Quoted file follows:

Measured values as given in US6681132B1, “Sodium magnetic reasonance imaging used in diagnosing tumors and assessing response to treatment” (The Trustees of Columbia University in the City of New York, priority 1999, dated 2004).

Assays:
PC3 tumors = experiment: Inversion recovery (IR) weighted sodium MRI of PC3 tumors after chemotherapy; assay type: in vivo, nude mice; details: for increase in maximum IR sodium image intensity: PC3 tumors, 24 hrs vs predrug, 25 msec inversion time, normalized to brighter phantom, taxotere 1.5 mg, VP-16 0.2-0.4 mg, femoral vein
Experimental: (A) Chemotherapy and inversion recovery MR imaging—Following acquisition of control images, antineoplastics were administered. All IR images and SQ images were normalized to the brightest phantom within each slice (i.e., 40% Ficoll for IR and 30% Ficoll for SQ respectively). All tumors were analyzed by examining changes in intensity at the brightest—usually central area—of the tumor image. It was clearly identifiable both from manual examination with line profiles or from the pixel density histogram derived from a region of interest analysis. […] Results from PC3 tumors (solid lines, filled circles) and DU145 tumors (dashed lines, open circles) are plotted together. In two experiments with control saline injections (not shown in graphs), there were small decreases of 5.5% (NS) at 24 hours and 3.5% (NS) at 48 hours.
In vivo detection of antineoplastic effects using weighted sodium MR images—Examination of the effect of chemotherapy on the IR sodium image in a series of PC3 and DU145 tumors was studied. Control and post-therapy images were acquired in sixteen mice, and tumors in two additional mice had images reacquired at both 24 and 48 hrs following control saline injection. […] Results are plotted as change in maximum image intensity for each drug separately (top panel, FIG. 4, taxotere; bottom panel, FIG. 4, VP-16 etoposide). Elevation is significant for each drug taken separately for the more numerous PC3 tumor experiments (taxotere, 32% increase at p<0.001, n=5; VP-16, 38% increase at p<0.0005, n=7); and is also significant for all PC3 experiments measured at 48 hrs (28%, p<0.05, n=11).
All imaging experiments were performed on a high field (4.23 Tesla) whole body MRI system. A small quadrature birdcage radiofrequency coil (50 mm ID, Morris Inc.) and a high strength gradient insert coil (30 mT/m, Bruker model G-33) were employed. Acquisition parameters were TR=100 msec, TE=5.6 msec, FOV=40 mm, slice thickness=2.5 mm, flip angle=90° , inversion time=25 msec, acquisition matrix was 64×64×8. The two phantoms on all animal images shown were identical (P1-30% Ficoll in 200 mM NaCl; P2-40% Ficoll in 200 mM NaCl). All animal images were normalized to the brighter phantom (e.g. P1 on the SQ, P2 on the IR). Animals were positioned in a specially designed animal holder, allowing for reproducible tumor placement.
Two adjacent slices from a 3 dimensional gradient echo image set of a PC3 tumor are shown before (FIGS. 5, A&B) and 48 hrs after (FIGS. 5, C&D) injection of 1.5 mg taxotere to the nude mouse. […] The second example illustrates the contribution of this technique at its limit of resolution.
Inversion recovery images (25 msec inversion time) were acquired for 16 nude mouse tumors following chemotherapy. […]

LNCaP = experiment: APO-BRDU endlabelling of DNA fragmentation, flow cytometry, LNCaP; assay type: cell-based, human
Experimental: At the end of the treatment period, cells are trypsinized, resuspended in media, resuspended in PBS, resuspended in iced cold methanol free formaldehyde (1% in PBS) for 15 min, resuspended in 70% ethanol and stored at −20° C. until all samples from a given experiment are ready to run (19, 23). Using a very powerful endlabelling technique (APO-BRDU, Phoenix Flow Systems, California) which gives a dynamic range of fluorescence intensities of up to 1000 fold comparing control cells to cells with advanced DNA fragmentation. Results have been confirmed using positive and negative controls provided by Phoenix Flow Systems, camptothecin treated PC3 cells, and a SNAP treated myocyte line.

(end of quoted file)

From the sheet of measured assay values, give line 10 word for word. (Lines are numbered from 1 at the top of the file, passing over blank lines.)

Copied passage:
Experimental: At the end of the treatment period, cells are trypsinized, resuspended in media, resuspended in PBS, resuspended in iced cold methanol free formaldehyde (1% in PBS) for 15 min, resuspended in 70% ethanol and stored at −20° C. until all samples from a given experiment are ready to run (19, 23). Using a very powerful endlabelling technique (APO-BRDU, Phoenix Flow Systems, California) which gives a dynamic range of fluorescence intensities of up to 1000 fold comparing control cells to cells with advanced DNA fragmentation. Results have been confirmed using positive and negative controls provided by Phoenix Flow Systems, camptothecin treated PC3 cells, and a SNAP treated myocyte line.